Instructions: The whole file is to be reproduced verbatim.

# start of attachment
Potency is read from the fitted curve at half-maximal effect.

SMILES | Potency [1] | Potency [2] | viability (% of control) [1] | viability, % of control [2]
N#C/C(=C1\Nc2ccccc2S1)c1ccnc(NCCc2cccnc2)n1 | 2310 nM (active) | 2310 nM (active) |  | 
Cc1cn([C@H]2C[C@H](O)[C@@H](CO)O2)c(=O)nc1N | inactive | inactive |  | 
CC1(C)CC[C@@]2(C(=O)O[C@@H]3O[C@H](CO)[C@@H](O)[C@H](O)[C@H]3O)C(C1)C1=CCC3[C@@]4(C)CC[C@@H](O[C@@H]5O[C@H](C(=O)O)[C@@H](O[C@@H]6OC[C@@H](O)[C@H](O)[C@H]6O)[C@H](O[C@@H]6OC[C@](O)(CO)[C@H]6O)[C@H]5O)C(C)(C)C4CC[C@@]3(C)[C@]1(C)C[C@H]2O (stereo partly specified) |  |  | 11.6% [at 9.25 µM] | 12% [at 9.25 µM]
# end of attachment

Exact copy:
Potency is read from the fitted curve at half-maximal effect.

SMILES | Potency [1] | Potency [2] | viability (% of control) [1] | viability, % of control [2]
N#C/C(=C1\Nc2ccccc2S1)c1ccnc(NCCc2cccnc2)n1 | 2310 nM (active) | 2310 nM (active) |  | 
Cc1cn([C@H]2C[C@H](O)[C@@H](CO)O2)c(=O)nc1N | inactive | inactive |  | 
CC1(C)CC[C@@]2(C(=O)O[C@@H]3O[C@H](CO)[C@@H](O)[C@H](O)[C@H]3O)C(C1)C1=CCC3[C@@]4(C)CC[C@@H](O[C@@H]5O[C@H](C(=O)O)[C@@H](O[C@@H]6OC[C@@H](O)[C@H](O)[C@H]6O)[C@H](O[C@@H]6OC[C@](O)(CO)[C@H]6O)[C@H]5O)C(C)(C)C4CC[C@@]3(C)[C@]1(C)C[C@H]2O (stereo partly specified) |  |  | 11.6% [at 9.25 µM] | 12% [at 9.25 µM]